12.00hrs - White flag in Moore Street. A short time ago a nurse was seen leaving the rebel HQ of 16 Moore Street. She was fired at initially until it became visible to the gunners that she was carrying a white flag. She has since approached the British barricade.
13.00hrs - Rebels preparing their last stand. The South Staffordshires have launched another attack against the barricade at the junction of North Brunswick Street and Upper Church Street, but were forced back yet again. The wounded and dead are strewn across the junction. In nearby Church Street the battle has ebbed and flowed with ever increasing ferocity. At least two Volunteers have just been killed in Church Street as they counter-attacked with their comrades. The machine gun and rifle fire seems never ending. The Volunteers are now turning Moore’s Coachworks into a fortress. It may be the last line of the defence.
14.10hrs - The Shelbourne Hotel, where carnage was unleashed from the fourth floor as dawn broke last Tuesday, now looks over a deathly quiet Stephen’s Green. Foraging parties have been sent out again from the College of Surgeons into the nearby streets to search for food. They are returning with meagre supplies and with rumours of capitulation. The entire city seems strangely silent, after the week-long cacophony of violence.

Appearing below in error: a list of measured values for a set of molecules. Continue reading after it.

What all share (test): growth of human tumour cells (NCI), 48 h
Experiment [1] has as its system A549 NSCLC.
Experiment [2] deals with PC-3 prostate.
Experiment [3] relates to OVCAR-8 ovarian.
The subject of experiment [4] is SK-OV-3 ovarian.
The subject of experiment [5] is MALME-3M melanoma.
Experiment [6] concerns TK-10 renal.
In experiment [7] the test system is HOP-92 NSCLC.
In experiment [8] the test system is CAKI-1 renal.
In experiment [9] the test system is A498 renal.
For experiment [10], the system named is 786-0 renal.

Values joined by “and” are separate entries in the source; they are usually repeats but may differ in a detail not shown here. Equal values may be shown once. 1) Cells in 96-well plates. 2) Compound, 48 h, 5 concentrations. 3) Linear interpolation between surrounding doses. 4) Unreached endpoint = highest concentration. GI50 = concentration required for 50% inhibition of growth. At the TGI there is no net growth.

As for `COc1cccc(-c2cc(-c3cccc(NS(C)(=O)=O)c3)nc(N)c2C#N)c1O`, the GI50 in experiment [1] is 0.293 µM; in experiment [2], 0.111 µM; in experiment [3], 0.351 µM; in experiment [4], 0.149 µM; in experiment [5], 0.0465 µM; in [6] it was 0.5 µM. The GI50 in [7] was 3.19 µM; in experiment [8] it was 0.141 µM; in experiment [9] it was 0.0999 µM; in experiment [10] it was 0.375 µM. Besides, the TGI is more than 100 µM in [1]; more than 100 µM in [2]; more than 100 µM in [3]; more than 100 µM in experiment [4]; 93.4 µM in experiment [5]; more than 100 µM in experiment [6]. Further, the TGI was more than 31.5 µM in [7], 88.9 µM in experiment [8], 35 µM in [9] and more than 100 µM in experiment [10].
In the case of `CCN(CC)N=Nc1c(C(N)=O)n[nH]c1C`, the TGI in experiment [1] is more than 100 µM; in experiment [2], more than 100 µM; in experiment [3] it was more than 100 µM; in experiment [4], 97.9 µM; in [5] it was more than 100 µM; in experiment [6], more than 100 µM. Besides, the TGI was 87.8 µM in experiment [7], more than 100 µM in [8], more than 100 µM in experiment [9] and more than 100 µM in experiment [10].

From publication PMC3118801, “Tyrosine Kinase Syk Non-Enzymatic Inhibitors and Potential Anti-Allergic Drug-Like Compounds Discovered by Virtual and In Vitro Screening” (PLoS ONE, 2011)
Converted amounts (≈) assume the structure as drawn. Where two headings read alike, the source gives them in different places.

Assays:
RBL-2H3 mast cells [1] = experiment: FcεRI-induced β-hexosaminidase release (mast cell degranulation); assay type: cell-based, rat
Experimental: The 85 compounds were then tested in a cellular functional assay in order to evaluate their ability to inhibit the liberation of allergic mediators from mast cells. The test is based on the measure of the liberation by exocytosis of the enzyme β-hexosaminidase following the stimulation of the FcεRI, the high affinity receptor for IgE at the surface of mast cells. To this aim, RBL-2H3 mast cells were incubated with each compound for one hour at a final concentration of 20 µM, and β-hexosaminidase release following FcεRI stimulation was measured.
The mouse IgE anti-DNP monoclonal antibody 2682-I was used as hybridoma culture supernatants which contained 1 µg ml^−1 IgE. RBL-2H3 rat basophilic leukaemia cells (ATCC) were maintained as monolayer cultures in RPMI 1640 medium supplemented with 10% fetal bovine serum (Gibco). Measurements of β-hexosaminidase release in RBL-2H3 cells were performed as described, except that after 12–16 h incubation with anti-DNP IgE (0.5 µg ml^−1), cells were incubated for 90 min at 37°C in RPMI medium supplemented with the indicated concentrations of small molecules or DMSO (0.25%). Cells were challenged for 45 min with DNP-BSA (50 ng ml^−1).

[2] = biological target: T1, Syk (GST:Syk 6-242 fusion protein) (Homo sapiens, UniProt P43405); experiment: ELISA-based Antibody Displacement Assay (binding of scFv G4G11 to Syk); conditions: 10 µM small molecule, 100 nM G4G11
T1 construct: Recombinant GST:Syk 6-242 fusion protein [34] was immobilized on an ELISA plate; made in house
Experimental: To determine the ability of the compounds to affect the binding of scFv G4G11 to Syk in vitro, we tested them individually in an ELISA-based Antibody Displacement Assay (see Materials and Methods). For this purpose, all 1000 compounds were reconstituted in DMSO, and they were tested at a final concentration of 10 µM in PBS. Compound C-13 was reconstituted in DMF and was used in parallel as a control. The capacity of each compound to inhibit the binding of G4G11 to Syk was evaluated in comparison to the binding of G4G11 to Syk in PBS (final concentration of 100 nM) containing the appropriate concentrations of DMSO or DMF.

14.30hrs - Surrender negotiations in Moore Street. Just moments ago Nurse Elizabeth Farrell (it is believed at present that she hails from City Quay in Dublin) approached the barricade with Commandant Pearse. Pearse appears to be involved in an acrimonious discussion with Brigadier General Lowe, who is accompanied by a young officer, possibly his son John. They’ve just moved in the direction of Sackville Street, presumably for better cover, and appear to be negotiating terms of surrender.
15.30hrs - It’s officially a Republican surrender. Commandant Pearse has been driven away to an unknown location. Meanwhile Nurse Farrell has returned to Moore Street with instructions.
Commandant James Connolly, as per instructions, has been carried on a stretcher by four of his men. As he is handed over the barricade there is silence. His leg is strapped up but he appears to be in agony. Everywhere there is silence. Infantrymen sit about, their bayonets still fixed to their weapons, smoking and resting.